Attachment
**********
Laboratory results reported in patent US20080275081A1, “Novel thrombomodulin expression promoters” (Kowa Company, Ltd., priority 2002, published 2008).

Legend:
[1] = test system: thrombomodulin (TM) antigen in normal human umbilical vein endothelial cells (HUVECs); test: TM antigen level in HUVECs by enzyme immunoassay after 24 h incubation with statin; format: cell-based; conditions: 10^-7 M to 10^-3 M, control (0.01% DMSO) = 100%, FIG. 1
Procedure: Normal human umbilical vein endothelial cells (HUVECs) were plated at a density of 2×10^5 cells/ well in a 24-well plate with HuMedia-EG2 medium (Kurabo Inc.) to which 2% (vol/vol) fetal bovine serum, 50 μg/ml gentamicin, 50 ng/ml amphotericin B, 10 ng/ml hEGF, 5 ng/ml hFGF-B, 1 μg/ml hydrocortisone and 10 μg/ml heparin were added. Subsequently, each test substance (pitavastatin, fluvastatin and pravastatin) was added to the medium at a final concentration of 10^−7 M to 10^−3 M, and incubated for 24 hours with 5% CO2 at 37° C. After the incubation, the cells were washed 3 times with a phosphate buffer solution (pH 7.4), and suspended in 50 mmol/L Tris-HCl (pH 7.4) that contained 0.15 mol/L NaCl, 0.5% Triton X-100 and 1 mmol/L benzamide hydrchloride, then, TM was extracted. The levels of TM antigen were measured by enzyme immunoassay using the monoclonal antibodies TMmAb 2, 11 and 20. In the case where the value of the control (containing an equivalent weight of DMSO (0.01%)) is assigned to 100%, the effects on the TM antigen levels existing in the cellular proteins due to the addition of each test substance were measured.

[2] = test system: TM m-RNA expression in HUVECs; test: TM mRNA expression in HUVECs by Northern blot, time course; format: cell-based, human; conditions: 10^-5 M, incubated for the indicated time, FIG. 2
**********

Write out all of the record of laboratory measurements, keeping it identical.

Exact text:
Laboratory results reported in patent US20080275081A1, “Novel thrombomodulin expression promoters” (Kowa Company, Ltd., priority 2002, published 2008).

Legend:
[1] = test system: thrombomodulin (TM) antigen in normal human umbilical vein endothelial cells (HUVECs); test: TM antigen level in HUVECs by enzyme immunoassay after 24 h incubation with statin; format: cell-based; conditions: 10^-7 M to 10^-3 M, control (0.01% DMSO) = 100%, FIG. 1
Procedure: Normal human umbilical vein endothelial cells (HUVECs) were plated at a density of 2×10^5 cells/ well in a 24-well plate with HuMedia-EG2 medium (Kurabo Inc.) to which 2% (vol/vol) fetal bovine serum, 50 μg/ml gentamicin, 50 ng/ml amphotericin B, 10 ng/ml hEGF, 5 ng/ml hFGF-B, 1 μg/ml hydrocortisone and 10 μg/ml heparin were added. Subsequently, each test substance (pitavastatin, fluvastatin and pravastatin) was added to the medium at a final concentration of 10^−7 M to 10^−3 M, and incubated for 24 hours with 5% CO2 at 37° C. After the incubation, the cells were washed 3 times with a phosphate buffer solution (pH 7.4), and suspended in 50 mmol/L Tris-HCl (pH 7.4) that contained 0.15 mol/L NaCl, 0.5% Triton X-100 and 1 mmol/L benzamide hydrchloride, then, TM was extracted. The levels of TM antigen were measured by enzyme immunoassay using the monoclonal antibodies TMmAb 2, 11 and 20. In the case where the value of the control (containing an equivalent weight of DMSO (0.01%)) is assigned to 100%, the effects on the TM antigen levels existing in the cellular proteins due to the addition of each test substance were measured.

[2] = test system: TM m-RNA expression in HUVECs; test: TM mRNA expression in HUVECs by Northern blot, time course; format: cell-based, human; conditions: 10^-5 M, incubated for the indicated time, FIG. 2